Transforming Teachers, Transforming Classrooms: Driving School Change through Professional Development Travel

Jennifer D. Klein

A French-Canadian teacher navigates Quechua in Patacancha, Peru

As teachers, we spend the bulk of our careers playing the expert, whether we want to or not.  It makes perfect sense–we need our students to see us as people whoalready know and therefore have something to teach, and that expert persona often becomes the key to disciplining students and warding off skeptical parents.  That said, teachers know that life-long learning is the heart of good education, and that we are not immune ourselves to the human need to admit our weaknesses and grow beyond them.  It is powerful–fun, even–to turn off the persona and allow ourselves to take the position of learners, to admit what we don’t know and immerse ourselves with the kind of naïve, enthusiastic curiosity we so want to inspire in our students.

Professional development travel does exactly this; it puts someone else in charge of the daily workings of life, and it allows teachers to take off their caps and gowns and immerse themselves in learning and exploring with as much innocence and curiosity as they hope their students will bring to travel.

Amazing things begin to happen the moment teachers let go of the need to have all the answers and direct the experience.  From this comes a sort of surrendering to the experience, and with surrender comes a flurry of questions and new insights, a deluge of creativity and imagination.  The more the teachers are nudged out of their comfort zones by a very real on-the-ground, developing world experience, the more they realize what they’re really made of–and as their resilience and flexibility are tested, their comfort zones expand as well.  Many participants experience an overwhelming fear of the unknown (yes, even among adults), coupled with a need to find their own courage and discover the real limits of their mettle, their ability to adapt to new and uncontrollable circumstances.

And this is where the learning curve reaches its zenith–just as it does for students, service learning in the developing world shows teachers that they’re capable of handling far more than they’ve ever realized, and that they too can develop “global grit” by absorbing, engaging, and asking good questions.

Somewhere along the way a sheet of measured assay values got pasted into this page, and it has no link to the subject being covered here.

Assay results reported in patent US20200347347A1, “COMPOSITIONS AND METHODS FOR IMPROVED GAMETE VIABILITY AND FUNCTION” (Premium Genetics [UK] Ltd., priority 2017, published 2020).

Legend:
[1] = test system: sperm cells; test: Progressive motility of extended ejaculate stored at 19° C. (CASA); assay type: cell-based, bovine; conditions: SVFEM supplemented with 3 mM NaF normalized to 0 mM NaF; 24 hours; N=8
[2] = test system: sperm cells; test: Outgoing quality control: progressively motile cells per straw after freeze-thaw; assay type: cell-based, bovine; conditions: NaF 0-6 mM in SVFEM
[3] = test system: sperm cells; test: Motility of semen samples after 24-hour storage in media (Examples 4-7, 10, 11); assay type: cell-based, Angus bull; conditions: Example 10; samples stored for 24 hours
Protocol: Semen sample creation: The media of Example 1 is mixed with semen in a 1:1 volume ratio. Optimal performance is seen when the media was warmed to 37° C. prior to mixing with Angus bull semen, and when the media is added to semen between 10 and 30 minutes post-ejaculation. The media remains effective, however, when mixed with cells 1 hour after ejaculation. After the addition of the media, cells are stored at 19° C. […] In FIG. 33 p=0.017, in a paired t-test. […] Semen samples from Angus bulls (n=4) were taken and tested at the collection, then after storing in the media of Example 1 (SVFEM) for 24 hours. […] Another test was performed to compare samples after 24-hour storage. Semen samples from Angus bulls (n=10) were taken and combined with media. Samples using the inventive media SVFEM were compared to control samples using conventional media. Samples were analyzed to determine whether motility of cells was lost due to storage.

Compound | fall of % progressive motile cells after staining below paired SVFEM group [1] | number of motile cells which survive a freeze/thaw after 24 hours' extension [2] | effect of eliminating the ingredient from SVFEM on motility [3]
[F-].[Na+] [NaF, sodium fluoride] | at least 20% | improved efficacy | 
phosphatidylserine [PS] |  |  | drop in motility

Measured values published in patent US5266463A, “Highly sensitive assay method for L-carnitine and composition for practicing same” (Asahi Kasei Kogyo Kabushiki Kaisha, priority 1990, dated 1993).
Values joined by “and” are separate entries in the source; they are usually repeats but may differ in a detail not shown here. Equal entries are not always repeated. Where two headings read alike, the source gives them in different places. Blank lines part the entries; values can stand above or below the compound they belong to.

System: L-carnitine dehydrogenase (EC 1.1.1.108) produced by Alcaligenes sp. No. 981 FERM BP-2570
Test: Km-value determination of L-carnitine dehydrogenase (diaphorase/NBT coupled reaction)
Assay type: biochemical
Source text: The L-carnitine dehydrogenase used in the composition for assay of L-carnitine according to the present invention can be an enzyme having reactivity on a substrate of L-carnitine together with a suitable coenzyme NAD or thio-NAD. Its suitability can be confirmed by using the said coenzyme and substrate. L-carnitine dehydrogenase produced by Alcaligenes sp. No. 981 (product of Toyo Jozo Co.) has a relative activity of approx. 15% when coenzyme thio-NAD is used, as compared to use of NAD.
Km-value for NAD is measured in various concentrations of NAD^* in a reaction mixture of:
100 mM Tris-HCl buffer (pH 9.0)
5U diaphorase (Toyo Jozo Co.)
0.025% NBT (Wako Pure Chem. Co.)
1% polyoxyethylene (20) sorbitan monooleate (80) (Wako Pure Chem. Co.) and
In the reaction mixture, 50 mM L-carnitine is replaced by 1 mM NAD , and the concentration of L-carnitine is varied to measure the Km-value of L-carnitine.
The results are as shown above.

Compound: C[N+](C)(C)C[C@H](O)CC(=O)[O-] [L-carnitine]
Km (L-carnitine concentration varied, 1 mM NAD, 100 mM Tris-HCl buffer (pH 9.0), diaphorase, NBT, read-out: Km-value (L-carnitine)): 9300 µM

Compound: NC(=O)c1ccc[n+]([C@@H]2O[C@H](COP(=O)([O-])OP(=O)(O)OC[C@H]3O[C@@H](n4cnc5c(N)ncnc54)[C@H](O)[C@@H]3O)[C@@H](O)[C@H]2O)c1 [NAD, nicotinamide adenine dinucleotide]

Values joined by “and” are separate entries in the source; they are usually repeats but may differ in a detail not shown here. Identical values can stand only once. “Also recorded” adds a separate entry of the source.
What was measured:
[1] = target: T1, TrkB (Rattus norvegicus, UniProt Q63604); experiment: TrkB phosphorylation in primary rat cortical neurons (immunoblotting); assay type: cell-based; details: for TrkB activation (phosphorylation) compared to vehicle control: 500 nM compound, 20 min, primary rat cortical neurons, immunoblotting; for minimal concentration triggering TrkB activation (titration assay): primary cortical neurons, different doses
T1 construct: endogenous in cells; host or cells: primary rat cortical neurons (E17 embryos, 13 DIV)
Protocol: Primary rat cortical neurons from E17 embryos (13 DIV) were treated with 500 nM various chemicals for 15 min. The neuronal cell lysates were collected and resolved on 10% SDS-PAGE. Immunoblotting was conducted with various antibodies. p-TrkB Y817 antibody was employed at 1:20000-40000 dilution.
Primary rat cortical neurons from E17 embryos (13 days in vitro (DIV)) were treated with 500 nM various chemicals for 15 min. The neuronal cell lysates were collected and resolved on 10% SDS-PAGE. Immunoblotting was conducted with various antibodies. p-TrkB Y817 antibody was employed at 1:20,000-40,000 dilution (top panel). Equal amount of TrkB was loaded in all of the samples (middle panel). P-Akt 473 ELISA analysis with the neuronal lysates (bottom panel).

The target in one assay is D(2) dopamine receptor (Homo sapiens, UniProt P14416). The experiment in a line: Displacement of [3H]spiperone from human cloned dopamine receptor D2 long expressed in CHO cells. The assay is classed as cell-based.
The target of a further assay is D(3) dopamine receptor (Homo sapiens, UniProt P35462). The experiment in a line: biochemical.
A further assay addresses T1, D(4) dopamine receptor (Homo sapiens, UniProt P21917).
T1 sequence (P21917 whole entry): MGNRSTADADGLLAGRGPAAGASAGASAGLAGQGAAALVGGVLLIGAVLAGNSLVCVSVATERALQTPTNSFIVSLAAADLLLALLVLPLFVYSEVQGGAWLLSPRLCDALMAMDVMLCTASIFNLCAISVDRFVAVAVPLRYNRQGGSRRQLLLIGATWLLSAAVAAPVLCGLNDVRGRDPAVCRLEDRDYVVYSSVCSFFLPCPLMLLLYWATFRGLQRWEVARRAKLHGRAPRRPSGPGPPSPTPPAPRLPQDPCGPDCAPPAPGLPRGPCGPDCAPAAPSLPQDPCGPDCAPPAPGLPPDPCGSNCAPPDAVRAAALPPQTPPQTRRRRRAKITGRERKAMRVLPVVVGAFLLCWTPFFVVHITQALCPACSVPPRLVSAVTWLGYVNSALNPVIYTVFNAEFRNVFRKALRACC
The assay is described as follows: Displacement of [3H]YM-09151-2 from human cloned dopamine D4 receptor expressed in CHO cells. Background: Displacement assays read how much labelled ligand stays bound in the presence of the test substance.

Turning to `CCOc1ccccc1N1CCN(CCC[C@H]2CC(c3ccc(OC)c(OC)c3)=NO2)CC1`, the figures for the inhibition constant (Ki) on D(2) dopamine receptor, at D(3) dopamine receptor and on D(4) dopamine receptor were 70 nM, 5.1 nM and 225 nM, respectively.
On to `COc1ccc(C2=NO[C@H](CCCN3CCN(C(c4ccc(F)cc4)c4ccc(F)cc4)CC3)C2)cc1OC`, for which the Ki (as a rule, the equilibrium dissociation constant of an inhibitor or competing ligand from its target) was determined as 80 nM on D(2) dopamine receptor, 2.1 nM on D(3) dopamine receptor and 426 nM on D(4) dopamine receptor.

Bringing Global PBL to Life: Lessons for Inclusivity in the Schoolhouse

Just as authentic project-based learning uses an “entry event” to grab the attention and curiosity of students, driving their inquiry and fostering their “need to know” throughout the given unit or project, any professional development experience should include an entry event as well.  On World Leadership School’s faculty development trips, teachers are asked to participate in a Scavenger Hunt, ideally on their first morning in-country.  In the activity, teachers are asked to gather information about their host community–from the most surface-level questions, which can be answered cursorily by pure observation, to the most profound community questions, which can only be answered if one has the language and cross-cultural skills to engage in dialogue with community members.

This activity immediately brings out teachers’ fears and tests the limits of their inter-cultural skills, just as it does for students on WLS trips.  For teachers, however, there are additional insights, particularly for those who work with an international or otherwise diverse student body: an authentic understanding of how hard it is to navigate a foreign environment for many of their students, whether for geographic, socio-economic or myriad other reasons; an authentic recognition of how exhausting it is to navigate a new culture and use a foreign language for even 90 minutes, much less all day; and an authentic understanding of how hard it is to dig beneath the surface of anything as a cultural outsider.

This is true, on-the-ground project-based learning; this initial inquiry sets the tone of an entire trip, setting into motion a process of self- and other-exploration which ultimately leads to more globally vibrant, authentically collaborative classrooms.  Participants figure out who their language speakers are in the group, and the questions begin.  They realize who their most brave and culturally savvy are in the group, and the dynamic shifts.  In other words, through this entry event, teachers learn to navigate a new and different situation collaboratively, making constructive use of every gift across the team–the goal of global learning in our classrooms as well.